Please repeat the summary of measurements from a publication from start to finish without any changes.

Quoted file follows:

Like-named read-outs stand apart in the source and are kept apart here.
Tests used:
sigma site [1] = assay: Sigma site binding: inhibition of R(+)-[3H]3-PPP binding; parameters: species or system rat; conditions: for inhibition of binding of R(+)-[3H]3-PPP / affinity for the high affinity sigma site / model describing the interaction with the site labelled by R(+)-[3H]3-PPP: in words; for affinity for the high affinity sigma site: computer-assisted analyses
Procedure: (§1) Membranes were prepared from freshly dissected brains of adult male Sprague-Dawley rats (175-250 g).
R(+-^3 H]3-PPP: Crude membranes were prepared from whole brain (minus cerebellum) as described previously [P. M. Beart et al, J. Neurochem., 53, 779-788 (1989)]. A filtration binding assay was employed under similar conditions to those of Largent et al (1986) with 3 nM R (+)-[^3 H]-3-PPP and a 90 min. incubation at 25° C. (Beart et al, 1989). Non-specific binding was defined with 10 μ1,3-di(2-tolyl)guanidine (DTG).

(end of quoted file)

Like-named read-outs stand apart in the source and are kept apart here.
Tests used:
sigma site [1] = assay: Sigma site binding: inhibition of R(+)-[3H]3-PPP binding; parameters: species or system rat; conditions: for inhibition of binding of R(+)-[3H]3-PPP / affinity for the high affinity sigma site / model describing the interaction with the site labelled by R(+)-[3H]3-PPP: in words; for affinity for the high affinity sigma site: computer-assisted analyses
Procedure: (§1) Membranes were prepared from freshly dissected brains of adult male Sprague-Dawley rats (175-250 g).
R(+-^3 H]3-PPP: Crude membranes were prepared from whole brain (minus cerebellum) as described previously [P. M. Beart et al, J. Neurochem., 53, 779-788 (1989)]. A filtration binding assay was employed under similar conditions to those of Largent et al (1986) with 3 nM R (+)-[^3 H]-3-PPP and a 90 min. incubation at 25° C. (Beart et al, 1989). Non-specific binding was defined with 10 μ1,3-di(2-tolyl)guanidine (DTG).